NOVEMBER MEETINGS – 7 p.m. at the Buffalo Community Center
Wednesday, Nov. 14	Susan Rego on “The Import of the Election.”  Sue is a long-time UU and a DFL activist.  Her intellect and experience make her presentations always interesting.  Be sure to come if you can!
Saturday, Nov. 17	Highway Pickup.  Meet at 10 a.m. at Duncan and Sally Fowler’s home.  Contact Duncan at to let him know if you can come.  WE NEED MANY HANDS TO MAKE IT LIGHT WORK!
Sunday, Nov. 18	BUUF Thanksgiving Potluck at Carolyn Grieve’s home at 5:00pm.  See more information below.
Wednesday, Nov. 28	“Think Off:  A process developed in small-town Minnesota”

The BUUF Board will meet next on November 28 at 8:30 p.m. after the regular meeting.

Everyone is invited to come to our BUUF Thanksgiving Potluck Dinner on Sunday, November 18 at the home of Carolyn Grieve.  It starts at 5:00pm  Bring a dish to share:
	If your last name begins with A through F, bring a dessert
	If your last name begins with G through M, bring a salad
	If your last name begins with N through Z, bring a vegetable dish
Carolyn lives at 514 Buffalo Run Road.  Take Highway 25 south through Buffalo.  Take the first right after going by Pike’s Convenience Store (Buffalo Run Way).  Take another quick right.  Her townhouse is 4th of 5th down on the left side of the road (all the townhouses look the same).  RSVP to Carolyn at 763-276-1090 or by email,  If you have allergy issues, pleases note she has both a cat and a dog.

We all join in extending our sympathy to Lesley Pownall Bahr, whose mother died October 22 in Baltimore while in hospice care due to a year-long battle with colon cancer.  The funeral was at the Unitarian Universalist Church of Kent (Ohio).

Wednesday, Oct. 10	Dr. Issam “Sam” Jano, professor of quantum chemistry and former Vice President for Scientific Affairs at the University of Aleppo in Syria, spoke on “Science and Spirituality.”  
Dr. Jano’s interest in spirituality led him to research eastern religions, the works of Joseph Campbell and others and to reflect on time, eternity, the everlasting, and the nature of time from the point of view of the theory of relativity.  The attributes of energy and the attributes of god are very similar.  What makes people religious?  Does religion lead to spirituality or does spirituality lead to religion?  Dr. Jano said his spirituality is scientific and not religious.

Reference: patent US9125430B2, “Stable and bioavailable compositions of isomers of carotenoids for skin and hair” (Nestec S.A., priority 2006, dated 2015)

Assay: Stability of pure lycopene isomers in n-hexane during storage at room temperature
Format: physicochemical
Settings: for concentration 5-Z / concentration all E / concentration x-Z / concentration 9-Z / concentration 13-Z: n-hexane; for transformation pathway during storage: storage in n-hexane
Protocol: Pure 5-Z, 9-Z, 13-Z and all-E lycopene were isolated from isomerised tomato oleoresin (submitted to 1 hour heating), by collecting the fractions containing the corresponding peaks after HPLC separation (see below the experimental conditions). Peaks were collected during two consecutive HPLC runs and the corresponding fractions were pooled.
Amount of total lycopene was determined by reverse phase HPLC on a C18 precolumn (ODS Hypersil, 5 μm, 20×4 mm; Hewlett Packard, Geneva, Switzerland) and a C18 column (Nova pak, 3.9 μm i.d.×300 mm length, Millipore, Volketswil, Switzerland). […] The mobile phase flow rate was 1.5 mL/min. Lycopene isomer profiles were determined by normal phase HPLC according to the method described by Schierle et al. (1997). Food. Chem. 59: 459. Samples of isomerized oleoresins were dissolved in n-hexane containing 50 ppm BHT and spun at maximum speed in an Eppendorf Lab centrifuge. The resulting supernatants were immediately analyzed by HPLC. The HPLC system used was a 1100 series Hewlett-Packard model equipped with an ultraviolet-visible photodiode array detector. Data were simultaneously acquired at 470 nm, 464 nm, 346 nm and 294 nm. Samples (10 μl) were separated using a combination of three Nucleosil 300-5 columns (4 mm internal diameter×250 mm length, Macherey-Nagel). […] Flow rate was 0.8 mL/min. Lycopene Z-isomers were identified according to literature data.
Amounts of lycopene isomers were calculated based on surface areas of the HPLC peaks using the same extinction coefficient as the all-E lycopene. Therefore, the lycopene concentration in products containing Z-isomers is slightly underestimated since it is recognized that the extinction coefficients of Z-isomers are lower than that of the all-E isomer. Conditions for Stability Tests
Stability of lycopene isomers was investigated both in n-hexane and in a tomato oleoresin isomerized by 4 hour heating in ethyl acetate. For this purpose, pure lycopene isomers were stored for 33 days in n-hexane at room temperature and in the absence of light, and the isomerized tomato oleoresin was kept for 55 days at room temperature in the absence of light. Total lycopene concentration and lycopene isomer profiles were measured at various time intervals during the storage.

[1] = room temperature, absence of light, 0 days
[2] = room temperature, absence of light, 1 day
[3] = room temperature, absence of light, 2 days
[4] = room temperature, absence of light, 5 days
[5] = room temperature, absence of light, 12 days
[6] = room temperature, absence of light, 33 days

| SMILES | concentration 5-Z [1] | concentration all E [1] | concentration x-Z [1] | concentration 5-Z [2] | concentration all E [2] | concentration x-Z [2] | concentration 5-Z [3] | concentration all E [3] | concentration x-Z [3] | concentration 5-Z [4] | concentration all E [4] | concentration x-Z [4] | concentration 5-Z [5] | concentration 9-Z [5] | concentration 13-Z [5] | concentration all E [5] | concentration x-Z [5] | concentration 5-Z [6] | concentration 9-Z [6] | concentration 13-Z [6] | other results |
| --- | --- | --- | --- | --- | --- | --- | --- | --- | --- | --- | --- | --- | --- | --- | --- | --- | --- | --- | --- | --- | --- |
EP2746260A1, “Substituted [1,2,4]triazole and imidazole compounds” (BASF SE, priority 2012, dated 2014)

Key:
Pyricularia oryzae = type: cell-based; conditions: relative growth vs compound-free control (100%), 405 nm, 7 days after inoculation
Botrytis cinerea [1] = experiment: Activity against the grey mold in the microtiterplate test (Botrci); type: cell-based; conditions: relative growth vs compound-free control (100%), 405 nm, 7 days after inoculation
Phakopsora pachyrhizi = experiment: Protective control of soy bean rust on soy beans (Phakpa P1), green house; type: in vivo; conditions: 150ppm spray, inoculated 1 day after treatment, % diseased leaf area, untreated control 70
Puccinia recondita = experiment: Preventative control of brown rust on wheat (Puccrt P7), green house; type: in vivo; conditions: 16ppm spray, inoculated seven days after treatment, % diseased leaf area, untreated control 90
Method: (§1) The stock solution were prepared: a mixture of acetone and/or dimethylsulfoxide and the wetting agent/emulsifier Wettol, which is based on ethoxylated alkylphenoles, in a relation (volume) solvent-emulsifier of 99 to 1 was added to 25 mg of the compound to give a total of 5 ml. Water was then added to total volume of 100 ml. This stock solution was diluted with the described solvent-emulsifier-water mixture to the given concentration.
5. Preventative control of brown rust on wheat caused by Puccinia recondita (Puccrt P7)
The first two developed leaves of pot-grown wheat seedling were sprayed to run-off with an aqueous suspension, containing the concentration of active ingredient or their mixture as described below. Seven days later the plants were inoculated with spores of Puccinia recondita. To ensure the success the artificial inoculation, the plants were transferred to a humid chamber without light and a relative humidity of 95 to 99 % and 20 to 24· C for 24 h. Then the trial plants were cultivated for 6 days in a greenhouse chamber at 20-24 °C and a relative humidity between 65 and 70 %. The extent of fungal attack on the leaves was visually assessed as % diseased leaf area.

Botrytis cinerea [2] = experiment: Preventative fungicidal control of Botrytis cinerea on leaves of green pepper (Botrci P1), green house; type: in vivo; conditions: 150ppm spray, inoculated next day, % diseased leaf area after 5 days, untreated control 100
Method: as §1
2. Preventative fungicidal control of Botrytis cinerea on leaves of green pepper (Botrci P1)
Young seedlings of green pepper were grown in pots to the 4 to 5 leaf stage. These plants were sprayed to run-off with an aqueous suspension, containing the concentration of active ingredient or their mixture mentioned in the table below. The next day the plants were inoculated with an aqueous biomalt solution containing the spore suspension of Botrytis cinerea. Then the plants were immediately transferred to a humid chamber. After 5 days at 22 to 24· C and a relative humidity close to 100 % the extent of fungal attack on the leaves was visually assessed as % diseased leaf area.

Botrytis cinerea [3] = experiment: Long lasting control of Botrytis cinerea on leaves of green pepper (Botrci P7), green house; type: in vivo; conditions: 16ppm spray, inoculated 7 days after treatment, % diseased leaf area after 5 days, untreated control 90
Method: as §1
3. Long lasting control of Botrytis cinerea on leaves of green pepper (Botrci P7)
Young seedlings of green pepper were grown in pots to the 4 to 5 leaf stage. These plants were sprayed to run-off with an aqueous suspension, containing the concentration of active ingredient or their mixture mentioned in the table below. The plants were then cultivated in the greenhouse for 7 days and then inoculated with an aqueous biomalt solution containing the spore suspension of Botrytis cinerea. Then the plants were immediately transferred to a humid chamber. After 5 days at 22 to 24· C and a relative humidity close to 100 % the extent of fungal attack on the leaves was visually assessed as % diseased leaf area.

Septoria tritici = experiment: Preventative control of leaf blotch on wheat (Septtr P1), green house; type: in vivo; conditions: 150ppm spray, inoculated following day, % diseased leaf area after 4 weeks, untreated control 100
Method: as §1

Dr. Jano pointed out that our bodies are made of the same elements as soil, animals, etc.  He is intrigued by the circle of life and the possibility of controlling natural phenomena.  Science, religion and myth developed at the same time, and the lines between them are blurred.
	Revelations, dreams perceptions = religion
	Observations, experimentation and verification = science
Everything is affected by everything else.  This makes us feel that we are part of something greater than us, which is the basis of spirituality.
Sam and his wife Rebecca Jano, a retired librarian, also answered questions about current events in Syria, including an explanation of the various Muslim sects.
There was much more to the evening.  We all appreciated Dr. Jano’s presentation.
Wednesday, Oct. 24	Town Meeting:  The Election Issues.  Luke started the discussion by asking, “Suggest issues you feel are important and be ready to answer the question, ‘What are the moral dimensions to this issue?’”  Things that are “more moral” enhance life.  Most of the discussion was on the proposed Minnesota Constitutional Amendment to require picture IDs to vote.  We also talked about education, especially its funding.  As always, a lively discussion
From McClatchy News:  “In 2012, communities of color, young people and women are not merely interest groups, they’re the ‘new normal’ demographic of the American electorate.” – Janet Murguia, president of the National Council of La Raza.
Our Program Committee has lined up some interesting programs for the next couple of months:
Wed., Dec. 12	UU Celebrations
Wed., Jan. 11	A Contemporary UU Theologian – presentation by Louise Markve
Wed., Jan. 25	Mormons in Our Midst


LUKE’S CORNER – Religion is Not JUST About That
By Luke Markve
If the person starts off by saying, “Religion is JUST about… Watch out.  Religion is more complicated than even bass fishing.